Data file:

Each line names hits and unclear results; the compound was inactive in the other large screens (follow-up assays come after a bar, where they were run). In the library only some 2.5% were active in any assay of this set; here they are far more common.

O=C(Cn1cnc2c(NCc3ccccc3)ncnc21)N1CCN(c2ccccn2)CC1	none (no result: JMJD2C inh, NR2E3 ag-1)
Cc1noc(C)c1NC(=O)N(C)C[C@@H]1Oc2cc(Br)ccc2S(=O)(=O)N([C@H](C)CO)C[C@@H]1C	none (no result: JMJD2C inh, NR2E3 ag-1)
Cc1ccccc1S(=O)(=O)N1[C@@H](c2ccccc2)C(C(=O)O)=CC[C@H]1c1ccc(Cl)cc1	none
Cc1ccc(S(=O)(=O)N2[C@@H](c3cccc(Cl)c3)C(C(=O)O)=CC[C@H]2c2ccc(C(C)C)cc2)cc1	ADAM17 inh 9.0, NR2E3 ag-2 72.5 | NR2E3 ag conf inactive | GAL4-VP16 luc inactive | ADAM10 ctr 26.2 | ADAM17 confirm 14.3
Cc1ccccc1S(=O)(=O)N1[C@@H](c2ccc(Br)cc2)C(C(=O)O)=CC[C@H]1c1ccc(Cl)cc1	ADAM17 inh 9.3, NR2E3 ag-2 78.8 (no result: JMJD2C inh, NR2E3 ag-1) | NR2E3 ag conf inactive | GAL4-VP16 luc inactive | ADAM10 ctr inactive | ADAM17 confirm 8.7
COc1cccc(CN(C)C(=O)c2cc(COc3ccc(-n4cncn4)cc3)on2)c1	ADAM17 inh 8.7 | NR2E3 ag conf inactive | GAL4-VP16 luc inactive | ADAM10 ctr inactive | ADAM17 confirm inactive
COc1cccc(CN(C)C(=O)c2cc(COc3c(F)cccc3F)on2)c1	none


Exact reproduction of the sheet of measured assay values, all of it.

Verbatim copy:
Each line names hits and unclear results; the compound was inactive in the other large screens (follow-up assays come after a bar, where they were run). In the library only some 2.5% were active in any assay of this set; here they are far more common.

O=C(Cn1cnc2c(NCc3ccccc3)ncnc21)N1CCN(c2ccccn2)CC1	none (no result: JMJD2C inh, NR2E3 ag-1)
Cc1noc(C)c1NC(=O)N(C)C[C@@H]1Oc2cc(Br)ccc2S(=O)(=O)N([C@H](C)CO)C[C@@H]1C	none (no result: JMJD2C inh, NR2E3 ag-1)
Cc1ccccc1S(=O)(=O)N1[C@@H](c2ccccc2)C(C(=O)O)=CC[C@H]1c1ccc(Cl)cc1	none
Cc1ccc(S(=O)(=O)N2[C@@H](c3cccc(Cl)c3)C(C(=O)O)=CC[C@H]2c2ccc(C(C)C)cc2)cc1	ADAM17 inh 9.0, NR2E3 ag-2 72.5 | NR2E3 ag conf inactive | GAL4-VP16 luc inactive | ADAM10 ctr 26.2 | ADAM17 confirm 14.3
Cc1ccccc1S(=O)(=O)N1[C@@H](c2ccc(Br)cc2)C(C(=O)O)=CC[C@H]1c1ccc(Cl)cc1	ADAM17 inh 9.3, NR2E3 ag-2 78.8 (no result: JMJD2C inh, NR2E3 ag-1) | NR2E3 ag conf inactive | GAL4-VP16 luc inactive | ADAM10 ctr inactive | ADAM17 confirm 8.7
COc1cccc(CN(C)C(=O)c2cc(COc3ccc(-n4cncn4)cc3)on2)c1	ADAM17 inh 8.7 | NR2E3 ag conf inactive | GAL4-VP16 luc inactive | ADAM10 ctr inactive | ADAM17 confirm inactive
COc1cccc(CN(C)C(=O)c2cc(COc3c(F)cccc3F)on2)c1	none